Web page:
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Costa Rica: when to go, what to see

Thanks in part to TV shows like Planet Earth II and Escape to Costa Rica, the tiny country bordered by Nicaragua in the north and Panama in the south has grown in popularity over recent years. A world champion of ecotourism, blessed with stunning good looks and teeming with wildlife, it’s unsurprising that Costa Rica is one of the most exciting places to visit. Our Americas Product Manager, Carmel Hendry, is here to answer your most popular questions about travel to Costa Rica.

When is the best time to visit Costa Rica?

Typically the most popular time to visit Costa Rica is during the dry season, from December to April. However, there are lots of different ecosystems within the small country, so even just moving from the coast to the forest you can experience different seasons. The accepted time for the ‘wet’ (also known as green) season is May to November, but the rainfall is often a short downpour with the rest of the day being clear. The benefit of visiting during the rainy season is that tourist numbers are often lower, particularly in May through to August. In terms of temperature, this is usually related to the altitude, with highland areas (for example in San Jose) feeling cooler, particularly at night.

Does it rain every day during the wet season?

Not necessarily. Showers can be minimal - usually short, sharp thunderstorms that last one or two hours. But in exchange for the rain you might get more variety in wildlife in the forest.

What animals will I be able to see?

Commonly sighted animals include Howler monkey, white-faced capuchin, spider monkey, sloth, caiman and a multitude of different bird, frog (including the poison dart frog) and insect species (night walks are a must to spot the evening creepy crawlies!). It’s an amazing place for birdwatching, with keel-billed toucan, egret, anhinga, hummingbird and different varieties of macaw just some of the species that you’ll see. Top of everyone’s list is a quetzal, but these are much rarer and more difficult to see; some groups have been lucky at Monteverde or Carara National Parks. At Tortuguero National Park you can also spot turtles.

Is zip-wiring scary?

Think of it more of an adrenaline rush than a horror film! Costa Rica is the home of zip-lining, so it’s a great place to try it for the first time. The wires can reach around 130m high, with some stretching over 700m in length. But this is high up in the canopy, so it’s not exposed as such, as you’re always surrounded by trees. The guides teach you the proper techniques, including how to hold onto the cable, how to brake and how to position your body. Up in the canopy I’ve seen toucans and howler monkeys, so much closer than if you were looking at them from the ground. And if you really don’t fancy it, there are ‘hanging bridges’ to walk along – not as high up, but still giving you a bit of an adrenaline rush and time to walk through the forest canopy.

What are the hotels like?

Costa Rican hotels are pretty comparable to standard hotels around the rest of the world. The tourism industry there is so developed that the staff are lovely and well-trained, and they try and look after their hotels as much as possible. One of the hotels we use in Manuel Antonio is really characterful – a set of shipping containers converted into rooms, with amazing views of the sunset over the Pacific.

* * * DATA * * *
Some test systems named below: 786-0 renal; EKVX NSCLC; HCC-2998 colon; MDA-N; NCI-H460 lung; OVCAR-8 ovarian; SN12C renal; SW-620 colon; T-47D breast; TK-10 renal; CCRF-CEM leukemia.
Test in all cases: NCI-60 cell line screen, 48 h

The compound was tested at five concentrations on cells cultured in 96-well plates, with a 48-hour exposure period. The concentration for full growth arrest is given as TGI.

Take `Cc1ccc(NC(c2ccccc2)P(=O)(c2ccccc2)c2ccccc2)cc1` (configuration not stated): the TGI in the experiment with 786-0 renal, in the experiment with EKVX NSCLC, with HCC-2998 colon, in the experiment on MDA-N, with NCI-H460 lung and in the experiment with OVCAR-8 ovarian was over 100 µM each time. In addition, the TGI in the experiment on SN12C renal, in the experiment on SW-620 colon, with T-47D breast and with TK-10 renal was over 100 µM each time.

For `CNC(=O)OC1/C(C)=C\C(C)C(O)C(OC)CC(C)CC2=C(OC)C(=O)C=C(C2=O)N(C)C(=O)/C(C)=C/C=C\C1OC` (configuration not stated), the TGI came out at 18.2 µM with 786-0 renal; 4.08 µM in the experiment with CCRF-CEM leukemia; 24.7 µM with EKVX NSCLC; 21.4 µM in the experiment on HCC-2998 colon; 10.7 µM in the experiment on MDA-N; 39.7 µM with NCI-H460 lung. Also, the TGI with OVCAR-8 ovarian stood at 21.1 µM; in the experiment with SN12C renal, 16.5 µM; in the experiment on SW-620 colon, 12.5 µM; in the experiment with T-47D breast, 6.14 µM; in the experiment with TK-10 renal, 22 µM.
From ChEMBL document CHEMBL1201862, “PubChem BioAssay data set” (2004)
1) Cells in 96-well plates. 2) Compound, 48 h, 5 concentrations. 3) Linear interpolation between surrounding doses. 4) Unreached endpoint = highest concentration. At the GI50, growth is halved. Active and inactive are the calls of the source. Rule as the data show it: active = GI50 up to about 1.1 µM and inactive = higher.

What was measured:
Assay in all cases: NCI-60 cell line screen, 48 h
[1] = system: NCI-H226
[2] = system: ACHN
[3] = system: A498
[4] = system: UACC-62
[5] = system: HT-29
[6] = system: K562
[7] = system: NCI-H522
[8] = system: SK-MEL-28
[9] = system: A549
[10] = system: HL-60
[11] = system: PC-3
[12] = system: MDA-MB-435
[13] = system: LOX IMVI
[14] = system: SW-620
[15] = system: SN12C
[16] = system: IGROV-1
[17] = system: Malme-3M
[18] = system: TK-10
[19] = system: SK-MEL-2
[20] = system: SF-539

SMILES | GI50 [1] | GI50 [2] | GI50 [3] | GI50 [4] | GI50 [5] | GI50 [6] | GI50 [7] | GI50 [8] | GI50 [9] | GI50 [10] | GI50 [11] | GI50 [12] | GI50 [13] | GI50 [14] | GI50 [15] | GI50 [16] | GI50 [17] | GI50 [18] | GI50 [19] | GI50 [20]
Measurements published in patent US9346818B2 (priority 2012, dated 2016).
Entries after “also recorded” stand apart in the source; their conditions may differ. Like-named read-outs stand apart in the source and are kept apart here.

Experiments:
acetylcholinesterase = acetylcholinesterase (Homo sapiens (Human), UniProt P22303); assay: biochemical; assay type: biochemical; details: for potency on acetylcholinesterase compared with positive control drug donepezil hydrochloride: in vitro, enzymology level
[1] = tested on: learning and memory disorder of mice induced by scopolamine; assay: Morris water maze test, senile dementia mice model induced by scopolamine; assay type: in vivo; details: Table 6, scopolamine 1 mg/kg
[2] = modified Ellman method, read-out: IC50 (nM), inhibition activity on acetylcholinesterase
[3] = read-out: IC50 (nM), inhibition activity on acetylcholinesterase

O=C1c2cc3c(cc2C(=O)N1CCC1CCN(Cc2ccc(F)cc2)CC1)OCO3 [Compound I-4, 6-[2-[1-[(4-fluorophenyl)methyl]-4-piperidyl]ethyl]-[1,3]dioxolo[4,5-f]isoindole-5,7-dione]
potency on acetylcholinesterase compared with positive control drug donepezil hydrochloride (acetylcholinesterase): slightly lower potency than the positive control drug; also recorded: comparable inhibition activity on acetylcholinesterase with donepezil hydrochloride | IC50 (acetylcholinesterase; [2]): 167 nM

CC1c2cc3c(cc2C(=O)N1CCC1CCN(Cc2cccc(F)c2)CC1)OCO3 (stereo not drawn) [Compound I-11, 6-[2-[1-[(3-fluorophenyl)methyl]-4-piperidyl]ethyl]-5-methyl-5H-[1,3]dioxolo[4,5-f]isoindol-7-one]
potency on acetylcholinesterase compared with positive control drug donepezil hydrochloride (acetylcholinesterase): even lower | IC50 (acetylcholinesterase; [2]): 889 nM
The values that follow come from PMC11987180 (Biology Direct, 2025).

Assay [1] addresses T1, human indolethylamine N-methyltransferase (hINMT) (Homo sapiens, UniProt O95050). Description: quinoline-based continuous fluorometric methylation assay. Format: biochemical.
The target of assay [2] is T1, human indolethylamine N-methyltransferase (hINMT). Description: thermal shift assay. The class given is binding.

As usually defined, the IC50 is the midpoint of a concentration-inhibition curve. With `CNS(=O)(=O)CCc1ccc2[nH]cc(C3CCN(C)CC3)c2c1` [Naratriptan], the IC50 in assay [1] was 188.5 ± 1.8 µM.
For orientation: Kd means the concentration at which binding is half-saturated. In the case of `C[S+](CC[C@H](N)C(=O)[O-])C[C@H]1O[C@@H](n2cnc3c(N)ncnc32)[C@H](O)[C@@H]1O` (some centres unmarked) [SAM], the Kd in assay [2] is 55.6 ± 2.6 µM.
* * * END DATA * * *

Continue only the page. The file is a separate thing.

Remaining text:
Is the water safe to drink in Costa Rica?

Water is safe to drink in most places, aside from where you see warning signs of ‘Agua no potable’. However, usually we think it’s better to be safe than sorry, and we recommend taking a reusable water bottle and purchasing big bottles of water to decant into it each day.

Will my mobile phone work in Costa Rica?

That will depend on your provider, but usually, yes mobile phones work fine with usual roaming and call charges applicable. Wi-Fi is prevalent everywhere, although we suggest having a break from the connection and getting away from it all!

What’s the difference between a rainforest and a cloud forest?

Often mistaken for one and the same, there are actually important differences between rainforests and cloud forests. Rainforests are usually characterised by high rainfall, situated at lower altitudes and with a large diversity of species. The forest houses enormous evergreen trees with some over 50m in height. On the other hand, a cloud forest can usually be found on the low slopes of a mountain, and is so called due to the moisture build up caused by low-lying clouds. The forest here is often much smaller in height, with trees becoming smaller and less verdant the higher up into the clouds they go.

What is typical Costa Rican food like?

Costa Rica often has a bad rep for food, but I think this is because people don’t know what they’re looking for. Although it’s simple, with black beans and rice a staple, it has a lot of taste. Gallo pinto (literally spotted rooster) is the national dish and consists of rice and beans stir-fried together. It’s usually served for breakfast along with eggs and sour cream or cheese. They also eat a lot of plantain, corn tortillas and white cheese, small tacos or cassava chips, and lots of fresh fruit. One particularly memorable dish was grilled cheese with a fresh strawberry sauce. Interesting, and delicious!

Should I pack anything special?

Binoculars will always be useful for spotting animals in the high trees of the forest. Otherwise a poncho or waterproof coat is a must at any time of year, and some good shoes that you don’t mind getting muddy!

Feeling inspired to book your adventure to Costa Rica?

View all Costa Rica tours

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